Over the last few weeks I’ve been checking out the Palm Pre 2 — the next generation keyboard / touch screen dataphone from HP. Previously I’d not considered a webOS phone much of a contender against the traditional leaders (Blackberry and iPhone), but this little unit changed my mind.
In this review, I’ll touch on the things that appealed (or didn’t) to me about the unit. I won’t be going into a long description about each and every feature though, so if you’re interested in that, you can read more here.
For a $99 phone (with 3 year contract) there’s a lot going on inside this little black box.
It’s a phone.
First off, it’s a phone. You receive calls on it. You make calls on it. It works quite well at this — and it should, this technology isn’t really new and frankly, isn’t really the reason we select one mobile phone over another these days.
On the outside.
In the Palm Pre 2’s case, let’s start with the case!
If you’ve seen the original Palm Pre, the Palm Pre 2 will look quite familiar.
Palm Pre (left). Palm Pre 2 (right)
The touch screen is has the same resolution as the previous model, but appears brighter, sharper, and perhaps more responsive to touch commands. It’s very nice.
HP has kept the overall design and dimensions of the unit the same, including the slide-out style keyboard — similar to the previous version and which also took me a while to learn how to use comfortably.
One often overlooked feature I really, really liked was the physical Ringer Switch. It’s mounted on the case, rather than being a virtual switch buried within a settings menu or some such. When I want a phone to be quiet, a nice quick flick of the switch did the job and kicked the phone into silent / vibrate mode.
On the inside.
If you’re looking beyond simple voice communications, here’s where the differences in mobile devices start to appear.
Web OS 2.0 and multitasking
According to HP, the Palm Pre 2 is the “first phone to run the new HP webOS 2.0, the most significant update to the platform since its launch”.
This is cool because the webOS 2.0 was built upon the multi-award-winning Palm webOS — originally designed by some big brains at Palm before they were acquired by HP.
webOS 2.0 is nice extension and on this new hardware feels much snappier and responsive, especially when switching between running applications.
And speaking of multitasking, other OS designers take note: the way you move between running applications feels much more natural than other multi-tasking phone operating systems.
…webOS lets you easily manage multiple open applications and notifications using natural touch gestures. New in webOS 2.0, Stacks logically groups together your open apps so they work the way you do. Whether you’re reading email or planning a night on the town, Stacks keeps related items together so managing multiple tasks is even easier.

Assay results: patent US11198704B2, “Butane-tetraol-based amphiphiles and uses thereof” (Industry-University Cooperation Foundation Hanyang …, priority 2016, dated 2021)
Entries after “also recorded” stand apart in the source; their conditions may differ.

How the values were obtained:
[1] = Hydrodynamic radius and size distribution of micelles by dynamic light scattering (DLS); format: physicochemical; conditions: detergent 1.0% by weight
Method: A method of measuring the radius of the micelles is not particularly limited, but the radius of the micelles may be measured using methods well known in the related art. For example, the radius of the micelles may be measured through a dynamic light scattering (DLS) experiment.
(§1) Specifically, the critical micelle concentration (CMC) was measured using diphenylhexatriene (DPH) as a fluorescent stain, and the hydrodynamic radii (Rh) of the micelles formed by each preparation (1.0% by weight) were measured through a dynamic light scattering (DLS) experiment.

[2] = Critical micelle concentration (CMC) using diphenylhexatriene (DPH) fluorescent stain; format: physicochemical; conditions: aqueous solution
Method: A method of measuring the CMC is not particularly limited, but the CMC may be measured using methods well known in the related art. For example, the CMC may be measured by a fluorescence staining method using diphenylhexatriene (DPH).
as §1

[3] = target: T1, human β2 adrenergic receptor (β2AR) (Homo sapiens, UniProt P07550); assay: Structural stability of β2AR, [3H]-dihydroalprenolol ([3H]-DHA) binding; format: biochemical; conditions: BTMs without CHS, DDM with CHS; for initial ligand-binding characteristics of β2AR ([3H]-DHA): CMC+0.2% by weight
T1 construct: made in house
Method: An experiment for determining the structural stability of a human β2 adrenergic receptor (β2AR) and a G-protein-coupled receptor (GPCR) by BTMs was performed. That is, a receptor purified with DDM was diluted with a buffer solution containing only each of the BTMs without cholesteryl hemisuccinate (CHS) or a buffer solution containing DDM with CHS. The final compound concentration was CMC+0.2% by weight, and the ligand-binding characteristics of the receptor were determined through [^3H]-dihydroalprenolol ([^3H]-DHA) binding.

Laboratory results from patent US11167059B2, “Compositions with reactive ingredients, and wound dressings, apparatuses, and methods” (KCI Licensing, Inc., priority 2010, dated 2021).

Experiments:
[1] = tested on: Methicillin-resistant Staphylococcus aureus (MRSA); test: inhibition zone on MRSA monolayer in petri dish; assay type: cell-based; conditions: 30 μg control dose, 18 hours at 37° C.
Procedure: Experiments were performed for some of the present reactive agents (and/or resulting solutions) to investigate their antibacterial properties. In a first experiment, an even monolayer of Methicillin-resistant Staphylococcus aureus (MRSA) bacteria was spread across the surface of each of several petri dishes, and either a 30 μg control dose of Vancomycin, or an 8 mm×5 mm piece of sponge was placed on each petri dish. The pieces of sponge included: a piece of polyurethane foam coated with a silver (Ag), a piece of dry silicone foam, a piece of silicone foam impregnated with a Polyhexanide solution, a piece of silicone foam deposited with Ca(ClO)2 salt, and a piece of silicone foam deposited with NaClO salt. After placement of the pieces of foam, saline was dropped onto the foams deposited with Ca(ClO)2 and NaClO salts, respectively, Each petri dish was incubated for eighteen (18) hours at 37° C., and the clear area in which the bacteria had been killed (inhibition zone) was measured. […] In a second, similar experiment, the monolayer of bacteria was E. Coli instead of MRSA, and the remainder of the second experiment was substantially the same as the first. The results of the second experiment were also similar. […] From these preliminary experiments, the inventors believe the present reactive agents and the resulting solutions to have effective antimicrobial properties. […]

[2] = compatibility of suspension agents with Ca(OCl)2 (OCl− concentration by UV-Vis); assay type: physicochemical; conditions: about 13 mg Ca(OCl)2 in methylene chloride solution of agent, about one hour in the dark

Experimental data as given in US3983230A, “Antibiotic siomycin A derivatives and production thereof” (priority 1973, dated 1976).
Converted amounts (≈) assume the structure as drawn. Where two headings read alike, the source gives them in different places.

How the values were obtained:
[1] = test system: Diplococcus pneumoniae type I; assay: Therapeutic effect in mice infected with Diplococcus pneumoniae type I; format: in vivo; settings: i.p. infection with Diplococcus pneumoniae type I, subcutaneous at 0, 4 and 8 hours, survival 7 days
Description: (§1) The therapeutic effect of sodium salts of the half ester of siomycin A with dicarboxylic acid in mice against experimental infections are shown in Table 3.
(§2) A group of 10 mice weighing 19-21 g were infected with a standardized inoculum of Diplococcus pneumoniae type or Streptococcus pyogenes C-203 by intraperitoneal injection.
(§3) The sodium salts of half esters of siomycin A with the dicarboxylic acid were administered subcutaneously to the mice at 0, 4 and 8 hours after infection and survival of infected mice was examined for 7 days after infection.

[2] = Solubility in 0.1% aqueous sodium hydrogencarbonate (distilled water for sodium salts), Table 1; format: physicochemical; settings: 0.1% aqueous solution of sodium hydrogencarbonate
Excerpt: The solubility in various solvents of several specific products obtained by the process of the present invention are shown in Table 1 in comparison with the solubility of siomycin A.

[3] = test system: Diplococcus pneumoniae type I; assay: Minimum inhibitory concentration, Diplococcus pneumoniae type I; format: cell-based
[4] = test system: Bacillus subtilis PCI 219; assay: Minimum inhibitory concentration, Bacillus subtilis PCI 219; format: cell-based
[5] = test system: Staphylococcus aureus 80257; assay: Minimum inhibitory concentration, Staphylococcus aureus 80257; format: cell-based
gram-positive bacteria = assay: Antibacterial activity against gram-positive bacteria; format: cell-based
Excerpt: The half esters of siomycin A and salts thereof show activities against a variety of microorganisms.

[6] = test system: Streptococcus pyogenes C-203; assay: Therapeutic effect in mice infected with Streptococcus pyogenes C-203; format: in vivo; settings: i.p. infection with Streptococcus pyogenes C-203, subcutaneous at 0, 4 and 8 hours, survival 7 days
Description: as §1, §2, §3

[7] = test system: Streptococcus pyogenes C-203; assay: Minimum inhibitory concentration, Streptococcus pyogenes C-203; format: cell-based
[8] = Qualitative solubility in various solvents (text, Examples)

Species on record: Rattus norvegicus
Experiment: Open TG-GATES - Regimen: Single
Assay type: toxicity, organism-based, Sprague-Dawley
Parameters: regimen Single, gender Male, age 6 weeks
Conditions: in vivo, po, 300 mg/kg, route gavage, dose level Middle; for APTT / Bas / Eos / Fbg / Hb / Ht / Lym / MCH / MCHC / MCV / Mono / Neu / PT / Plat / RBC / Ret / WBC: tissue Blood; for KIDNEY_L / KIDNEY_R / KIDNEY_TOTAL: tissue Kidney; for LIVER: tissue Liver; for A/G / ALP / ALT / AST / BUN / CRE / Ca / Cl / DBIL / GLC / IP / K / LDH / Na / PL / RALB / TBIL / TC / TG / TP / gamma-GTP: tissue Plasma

Kind of a neat way to group your open apps. Find out more about webOS 2.0 here.
In the ‘fun and games’ department, the Palm Pre 2 will hook into the webOS store. With thousands of applications available, the selection is quite respectable — including AAA gaming titles like Angry Birds, and a host of Business, Lifestyle, Social Networking apps.
Though finding the app you want can be a bit of a chore as the store interface is a bit awkward.
As well, unlike iOS phones, the Palm Pre 2 will let you experience Flash enabled websites as intended. No workaround needed. Nice.
Share your bandwidth.
Another neat feature is the ability to turn your Palm Pre 2 into a mobile hotspot. Once you download and set up the free app, your mobile phone will act as a router to provide Broadband Internet access wirelessly. Great for those long business road trips.
Overall, there’s a lot to like in this phone, and a few things that may get in your way. Given the price for it tends to come out ahead against similar phones ($99/3yr contract). So here’s my take:
— Cool award-winning ‘Touchstone’ conductive / magnetic charging base
— well populated webOS store
— webOS 2.0
— Mobile Hotspot
— Sharp, attractive display touch screen
— Rubberized case
— Better way of searching and finding apps in the webOS store
— the device is a bit thick and more difficult to carry around in a pocket than other current generation data-phones
— runs slightly warm when doing graphic-intensive work (games)
Palm Pre 2 will cost as little as $99 on a three year voice and data plan.
Disclosure: A sample of this product was provided for review by the manufacturer or their agent.
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